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Input: A finite set A, subsets S1, . . . , Sn ⊆ A, and a number k ∈ N. Question: Does there exist a set R ⊆ A with |R| = k such that |R ∩ Si| = |Si| for all 1 ≤ i ≤ n? I read somewhere (without mentioning why) that it's an NP-complete problem, but I think it can be solved simply by taking the union of all subsets and comparing it to k. If it isn't equal to k, then we can't form a subset R ⊆ A with |R| = k such that |R ∩ Si| = |Si| for all 1 ≤ i ≤ n. is it an NPC problem or P problem ?

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  • $\begingroup$ Please edit your post to use Mathjax and formatting so it isn't all one big paragraph. See here for a short introduction. $\endgroup$
    – D.W.
    Feb 22 at 20:38

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Right, it is in $\text{PTIME}$. The condition $|R\cap S_i| = |S_i|$ is equivalent to $S_i\subseteq R$. So the problem is to find a subset $R$ whose size is $k$ and contains all sets in $\{S_i\}_{i\in [n]}$. In other words, $ \bigcup\limits_{i\in [n]} S_i \subseteq R$. So you can simply find the smallest such set $\bigcup\limits_{i\in [n]} S_i$ and then compare $|\bigcup\limits_{i\in [n]} S_i|$ to $k$. If $|\bigcup\limits_{i\in [n]} S_i| > k$ or $k > |A|$, then there is no such set $R$. Otherwise, there is such a set.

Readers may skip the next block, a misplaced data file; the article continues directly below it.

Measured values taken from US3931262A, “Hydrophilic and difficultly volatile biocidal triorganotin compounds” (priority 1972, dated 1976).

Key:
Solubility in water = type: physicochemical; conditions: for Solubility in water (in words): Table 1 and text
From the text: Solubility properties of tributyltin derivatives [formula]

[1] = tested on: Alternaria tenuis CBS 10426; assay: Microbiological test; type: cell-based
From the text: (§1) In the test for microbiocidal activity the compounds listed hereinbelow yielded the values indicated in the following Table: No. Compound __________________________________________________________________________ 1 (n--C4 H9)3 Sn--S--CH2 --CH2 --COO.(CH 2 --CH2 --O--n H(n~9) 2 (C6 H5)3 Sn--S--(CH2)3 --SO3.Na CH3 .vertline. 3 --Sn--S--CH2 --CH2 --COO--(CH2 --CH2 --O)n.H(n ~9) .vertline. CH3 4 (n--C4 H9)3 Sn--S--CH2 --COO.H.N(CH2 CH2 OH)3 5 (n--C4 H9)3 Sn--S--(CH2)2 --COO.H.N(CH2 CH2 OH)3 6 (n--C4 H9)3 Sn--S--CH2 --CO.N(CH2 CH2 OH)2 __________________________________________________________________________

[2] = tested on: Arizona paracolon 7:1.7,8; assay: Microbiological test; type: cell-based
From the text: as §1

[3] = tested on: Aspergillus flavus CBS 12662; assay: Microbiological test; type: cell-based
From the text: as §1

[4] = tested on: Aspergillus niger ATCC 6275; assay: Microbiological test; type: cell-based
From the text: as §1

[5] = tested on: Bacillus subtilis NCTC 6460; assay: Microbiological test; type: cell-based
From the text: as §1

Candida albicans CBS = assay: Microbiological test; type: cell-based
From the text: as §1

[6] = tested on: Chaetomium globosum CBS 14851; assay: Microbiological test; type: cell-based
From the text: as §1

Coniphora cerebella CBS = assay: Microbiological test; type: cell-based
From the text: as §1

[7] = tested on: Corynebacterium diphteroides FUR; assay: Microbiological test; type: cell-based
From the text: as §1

As a conclusion, the problem is not known to be $\text{NP-complete}$, since we do not know yet whether $\text{PTIME} = \text{NP}$.

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    $\begingroup$ @Moh, please don't ask new questions in the comments. Instead, you can use the 'Ask Question' button to ask a new question. Make sure to provide full context, make it self-contained, and make it useful for others. $\endgroup$
    – D.W.
    Feb 22 at 20:39

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